Manoreys Rojas Hernández, a former Cuban slave doctor who defected from the program and is thus banned from his home country for eight years, said in an interview published Friday that he fears his children think he does not love them because the communist regime won’t let him visit them.
Cuba makes billions selling the services of poorly paid medical professionals to friendly states around the world. The Castro regime forces tens of thousands of doctors around the world to work in dangerous locales that domestic doctors do not tend to, offering them a percentage of the salaries the host country agreed to that is not enough for them to survive.
The Wall Street Journal estimated in 2019 that Cuba makes about $11 billion in 60 countries around the world selling slave doctors. The Organization of American States (OAS) denounced the practice in December as “human trafficking.”
Rojas joined the program as a trained orthopedics specialist in 2014. The Castro regime sent him to Ecuador, ruled at the time by socialist ally Rafael Correa (Ecuador has since ordered Correa’s arrest, though he fled to Belgium). There, Rojas said that his main task as a doctor was to spread socialist propaganda in an attempt to boost popular support for Correa.
“All the medical missions have a political ulterior motive,” Rojas said in an interview with the Foundation for Human Rights in Cuba, as relayed by the independent news outlet Cubanet.
“All those who leave [Cuba] for a medical mission have to pass two political courses where they explain to us that the main source of remittances to Cuba are the medical missions. Then they focus on the countries they send us to, the situation of the government [there] and the importance of knowing the achievements of that leftist government, which once there we must
“It’s a trap,” he added.
When he defected in 2016, Rojas was blacklisted from entering the country for at least eight years. His public advocacy, particularly given that he fled Ecuador for the United States, may extend that ban.
“I’ve had to drink my tears after explaining to them why their father can’t go see them, because they think that I don’t love them,” Rojas said of his two children, a 13-year-old daughter and nine-year-old son. “We are the victims of a government that uses us.”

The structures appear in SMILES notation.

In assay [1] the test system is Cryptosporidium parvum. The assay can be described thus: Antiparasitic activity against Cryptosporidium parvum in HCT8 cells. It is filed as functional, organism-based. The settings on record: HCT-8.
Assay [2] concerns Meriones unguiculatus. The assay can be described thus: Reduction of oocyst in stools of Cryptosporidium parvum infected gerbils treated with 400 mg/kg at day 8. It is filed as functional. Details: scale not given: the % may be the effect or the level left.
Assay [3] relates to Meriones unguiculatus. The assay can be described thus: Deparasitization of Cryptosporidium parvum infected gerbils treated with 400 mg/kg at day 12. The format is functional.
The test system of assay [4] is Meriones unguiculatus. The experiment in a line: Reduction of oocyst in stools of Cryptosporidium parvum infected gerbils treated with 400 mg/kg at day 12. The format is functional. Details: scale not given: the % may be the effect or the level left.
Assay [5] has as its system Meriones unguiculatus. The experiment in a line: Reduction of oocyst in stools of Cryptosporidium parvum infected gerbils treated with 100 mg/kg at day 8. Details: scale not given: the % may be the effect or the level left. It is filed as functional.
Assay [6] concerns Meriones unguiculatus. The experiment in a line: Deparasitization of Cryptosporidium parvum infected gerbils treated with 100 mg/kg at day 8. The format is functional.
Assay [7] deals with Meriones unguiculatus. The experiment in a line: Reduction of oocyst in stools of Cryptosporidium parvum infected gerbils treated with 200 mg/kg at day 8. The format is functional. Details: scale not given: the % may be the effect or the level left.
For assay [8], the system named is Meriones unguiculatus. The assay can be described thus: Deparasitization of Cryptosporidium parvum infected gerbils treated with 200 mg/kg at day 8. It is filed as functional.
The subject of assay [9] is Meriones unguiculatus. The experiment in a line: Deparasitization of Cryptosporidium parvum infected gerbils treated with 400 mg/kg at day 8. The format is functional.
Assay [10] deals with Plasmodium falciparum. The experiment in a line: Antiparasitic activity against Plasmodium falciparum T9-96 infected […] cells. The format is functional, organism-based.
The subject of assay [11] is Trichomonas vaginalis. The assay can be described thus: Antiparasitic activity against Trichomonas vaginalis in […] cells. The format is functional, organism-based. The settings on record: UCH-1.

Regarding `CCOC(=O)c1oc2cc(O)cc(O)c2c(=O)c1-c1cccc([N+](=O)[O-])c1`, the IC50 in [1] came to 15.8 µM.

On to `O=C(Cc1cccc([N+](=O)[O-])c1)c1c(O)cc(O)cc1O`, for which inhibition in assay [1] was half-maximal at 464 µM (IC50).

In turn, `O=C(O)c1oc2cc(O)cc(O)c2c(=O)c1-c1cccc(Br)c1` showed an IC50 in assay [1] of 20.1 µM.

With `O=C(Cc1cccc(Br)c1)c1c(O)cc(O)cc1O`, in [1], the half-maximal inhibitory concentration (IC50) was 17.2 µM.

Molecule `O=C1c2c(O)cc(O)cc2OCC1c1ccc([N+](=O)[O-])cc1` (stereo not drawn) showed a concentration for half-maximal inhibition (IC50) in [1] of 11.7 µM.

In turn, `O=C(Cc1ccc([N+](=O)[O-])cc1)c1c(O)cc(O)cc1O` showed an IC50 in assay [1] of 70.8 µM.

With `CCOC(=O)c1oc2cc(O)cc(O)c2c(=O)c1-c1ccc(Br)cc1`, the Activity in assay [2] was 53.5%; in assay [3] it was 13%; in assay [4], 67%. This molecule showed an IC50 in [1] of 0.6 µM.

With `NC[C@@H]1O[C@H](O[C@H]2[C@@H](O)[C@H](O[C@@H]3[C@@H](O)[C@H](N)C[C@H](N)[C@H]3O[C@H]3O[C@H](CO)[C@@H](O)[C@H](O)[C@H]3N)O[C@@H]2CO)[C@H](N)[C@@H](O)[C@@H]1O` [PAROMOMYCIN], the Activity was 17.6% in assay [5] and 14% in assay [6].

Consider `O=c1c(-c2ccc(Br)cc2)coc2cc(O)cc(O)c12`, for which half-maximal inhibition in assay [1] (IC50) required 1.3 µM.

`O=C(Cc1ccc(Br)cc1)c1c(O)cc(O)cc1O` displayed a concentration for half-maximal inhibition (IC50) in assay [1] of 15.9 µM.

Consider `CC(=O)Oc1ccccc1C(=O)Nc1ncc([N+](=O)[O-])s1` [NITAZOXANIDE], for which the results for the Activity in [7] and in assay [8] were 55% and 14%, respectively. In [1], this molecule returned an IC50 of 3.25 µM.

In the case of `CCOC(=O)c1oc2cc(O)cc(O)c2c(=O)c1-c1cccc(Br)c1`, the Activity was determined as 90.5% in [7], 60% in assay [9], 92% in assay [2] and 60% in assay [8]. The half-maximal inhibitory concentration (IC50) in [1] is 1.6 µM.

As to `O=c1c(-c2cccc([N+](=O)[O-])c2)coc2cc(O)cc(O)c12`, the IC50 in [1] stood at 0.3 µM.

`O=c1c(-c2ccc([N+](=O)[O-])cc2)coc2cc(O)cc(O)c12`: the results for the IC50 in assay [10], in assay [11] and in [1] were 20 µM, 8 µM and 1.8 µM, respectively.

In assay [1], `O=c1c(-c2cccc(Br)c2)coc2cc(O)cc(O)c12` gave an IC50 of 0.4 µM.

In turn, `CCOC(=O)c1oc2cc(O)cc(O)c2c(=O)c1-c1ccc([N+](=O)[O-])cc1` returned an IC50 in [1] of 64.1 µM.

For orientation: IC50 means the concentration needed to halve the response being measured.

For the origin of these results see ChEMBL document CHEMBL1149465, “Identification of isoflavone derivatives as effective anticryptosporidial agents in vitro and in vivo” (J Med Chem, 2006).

In an interview Rojas offered in July to the outlet Archivo Cuba, he explained that he attempted to enter Cuba twice since his defection, once after his daughter tried to commit suicide and once after his father died. His wife has since legally separated from him, as well, causing more trauma to the children.
“My daughter especially has been hurt by the family separation,” he explained in the Archivo Cuba interview. “My daughter was diagnosed with histrionic personality disorder and a year ago she tried to commit suicide. I traveled to Cuba urgently then and the Cuban government banned me from going in to come in. I was [stuck] in the airport ten hours without being let in.”
Histrionic personality disorder is a psychiatric condition in which a patient shows “an overwhelming desire to be noticed, and often behave dramatically or inappropriately to get attention,” according to the Cleveland Clinic. Threatening to or attempting to commit suicide, sometimes in such a bid for attention, is listed as a symptom and “unpredictable attention given to a child by his or her parent(s)” as a potential cause.
“There are thousands of families in the same situation as me or even worse,” Rojas said. “I lost my father in Cuba. I couldn’t go to the island then either. I lost the father who raised me, just like my biological father … I have lost two uncles very close to me. I have seen my mom suffer, cry.”
Family separations and abuses in the host countries are part of a documented pattern of witness experiences listed by doctors who defect regardless of the country the regime sent them to. Outside of the United States, in Brazil, defecting doctors have launched a class-action lawsuit against the former socialist government there and the Pan-American Health Organization (PAHO), a subdivision of the World Health Organization (W.H.O.), which intervened to ensure the deal between Cuba and Brazil did not violent international sanctions.
Doctors participating in that lawsuit described a fraudulent and abusive system in a press conference last year, noting that they often fabricated data and threw away medicine to appear more productive than they were. When they did meet patients, the regime obligated them to pressure the patients into supporting local socialists.
In Venezuela, where many of them worked, the Cuban dictatorship “had us under constant harassment and stress,” doctor Tatiana Carballo said last year. “The thing that bothers me the most is that they made us falsify statistics and … to influence the population politically — in other words, to force Venezuelans, against their will, to vote for Maduro or Chávez.”
“They tell us often in Cuba that education is free, therefore we are their property,” Carballo said of Cuban regime agents. “From the moment we graduate, we receive very, very low salaries, then begin medical missions abroad.”
“We had to tell patients about the positive things the Maduro regime was doing and influence the vote,” Fidel Cruz, another defecting doctor, said. “I had to go door-to-door to incentivize people to vote for Maduro during the last election.”
Ramona Matos, another doctor at the press conference, testified to fabricating data.
“On a daily basis, you had to write on a piece of paper fake names, fake dates of birth, fake medical conditions, for patients we never saw,” she said, referring to her world in Bolivia under socialist ex-president Evo Morales. “These were statistics the agents following and controlling us forced us to write. If we didn’t write that down, we had to go back to Cuba without our salary and we’d lose the money frozen in our accounts.”